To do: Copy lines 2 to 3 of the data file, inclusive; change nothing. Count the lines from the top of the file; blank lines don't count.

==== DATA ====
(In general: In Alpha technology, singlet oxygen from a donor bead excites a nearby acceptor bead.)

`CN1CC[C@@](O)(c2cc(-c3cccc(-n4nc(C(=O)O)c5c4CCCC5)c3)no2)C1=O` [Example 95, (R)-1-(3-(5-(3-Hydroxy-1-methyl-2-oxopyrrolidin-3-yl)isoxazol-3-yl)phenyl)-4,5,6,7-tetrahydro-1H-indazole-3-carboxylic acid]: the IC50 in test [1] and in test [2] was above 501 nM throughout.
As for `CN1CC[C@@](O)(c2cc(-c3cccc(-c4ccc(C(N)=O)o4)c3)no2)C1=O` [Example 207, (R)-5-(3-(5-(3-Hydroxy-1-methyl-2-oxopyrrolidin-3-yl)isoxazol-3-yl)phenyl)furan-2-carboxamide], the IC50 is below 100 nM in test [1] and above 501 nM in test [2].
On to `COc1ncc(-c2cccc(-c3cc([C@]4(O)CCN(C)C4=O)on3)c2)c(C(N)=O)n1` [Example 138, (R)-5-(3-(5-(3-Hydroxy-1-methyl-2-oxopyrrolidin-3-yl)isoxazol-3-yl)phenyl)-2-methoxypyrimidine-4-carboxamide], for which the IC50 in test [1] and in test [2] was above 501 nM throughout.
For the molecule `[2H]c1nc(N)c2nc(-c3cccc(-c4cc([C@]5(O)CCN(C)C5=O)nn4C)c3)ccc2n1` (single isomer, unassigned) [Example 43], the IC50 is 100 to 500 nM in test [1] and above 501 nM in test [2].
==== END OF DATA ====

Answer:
`CN1CC[C@@](O)(c2cc(-c3cccc(-n4nc(C(=O)O)c5c4CCCC5)c3)no2)C1=O` [Example 95, (R)-1-(3-(5-(3-Hydroxy-1-methyl-2-oxopyrrolidin-3-yl)isoxazol-3-yl)phenyl)-4,5,6,7-tetrahydro-1H-indazole-3-carboxylic acid]: the IC50 in test [1] and in test [2] was above 501 nM throughout.
As for `CN1CC[C@@](O)(c2cc(-c3cccc(-c4ccc(C(N)=O)o4)c3)no2)C1=O` [Example 207, (R)-5-(3-(5-(3-Hydroxy-1-methyl-2-oxopyrrolidin-3-yl)isoxazol-3-yl)phenyl)furan-2-carboxamide], the IC50 is below 100 nM in test [1] and above 501 nM in test [2].